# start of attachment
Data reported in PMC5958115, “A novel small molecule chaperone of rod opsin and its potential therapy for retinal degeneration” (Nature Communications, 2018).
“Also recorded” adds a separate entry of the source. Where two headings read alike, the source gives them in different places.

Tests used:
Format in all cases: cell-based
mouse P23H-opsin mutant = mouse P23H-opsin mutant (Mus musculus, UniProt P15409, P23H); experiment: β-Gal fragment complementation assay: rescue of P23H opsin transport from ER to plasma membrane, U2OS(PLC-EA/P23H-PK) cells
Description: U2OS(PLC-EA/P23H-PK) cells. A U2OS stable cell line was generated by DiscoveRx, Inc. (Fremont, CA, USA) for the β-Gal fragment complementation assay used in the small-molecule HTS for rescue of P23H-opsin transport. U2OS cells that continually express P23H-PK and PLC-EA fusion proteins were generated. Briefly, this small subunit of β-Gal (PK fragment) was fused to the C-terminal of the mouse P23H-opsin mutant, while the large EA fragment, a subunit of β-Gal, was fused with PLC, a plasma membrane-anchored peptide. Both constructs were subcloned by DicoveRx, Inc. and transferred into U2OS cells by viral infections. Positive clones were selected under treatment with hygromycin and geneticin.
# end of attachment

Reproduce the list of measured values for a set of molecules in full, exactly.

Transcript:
Data reported in PMC5958115, “A novel small molecule chaperone of rod opsin and its potential therapy for retinal degeneration” (Nature Communications, 2018).
“Also recorded” adds a separate entry of the source. Where two headings read alike, the source gives them in different places.

Tests used:
Format in all cases: cell-based
mouse P23H-opsin mutant = mouse P23H-opsin mutant (Mus musculus, UniProt P15409, P23H); experiment: β-Gal fragment complementation assay: rescue of P23H opsin transport from ER to plasma membrane, U2OS(PLC-EA/P23H-PK) cells
Description: U2OS(PLC-EA/P23H-PK) cells. A U2OS stable cell line was generated by DiscoveRx, Inc. (Fremont, CA, USA) for the β-Gal fragment complementation assay used in the small-molecule HTS for rescue of P23H-opsin transport. U2OS cells that continually express P23H-PK and PLC-EA fusion proteins were generated. Briefly, this small subunit of β-Gal (PK fragment) was fused to the C-terminal of the mouse P23H-opsin mutant, while the large EA fragment, a subunit of β-Gal, was fused with PLC, a plasma membrane-anchored peptide. Both constructs were subcloned by DicoveRx, Inc. and transferred into U2OS cells by viral infections. Positive clones were selected under treatment with hygromycin and geneticin.